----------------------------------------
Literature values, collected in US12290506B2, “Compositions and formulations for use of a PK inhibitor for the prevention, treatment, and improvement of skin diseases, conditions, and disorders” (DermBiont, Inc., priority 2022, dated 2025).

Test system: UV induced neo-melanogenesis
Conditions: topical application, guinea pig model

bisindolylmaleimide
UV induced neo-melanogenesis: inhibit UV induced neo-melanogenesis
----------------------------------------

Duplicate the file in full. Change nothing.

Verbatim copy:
Literature values, collected in US12290506B2, “Compositions and formulations for use of a PK inhibitor for the prevention, treatment, and improvement of skin diseases, conditions, and disorders” (DermBiont, Inc., priority 2022, dated 2025).

Test system: UV induced neo-melanogenesis
Conditions: topical application, guinea pig model

bisindolylmaleimide
UV induced neo-melanogenesis: inhibit UV induced neo-melanogenesis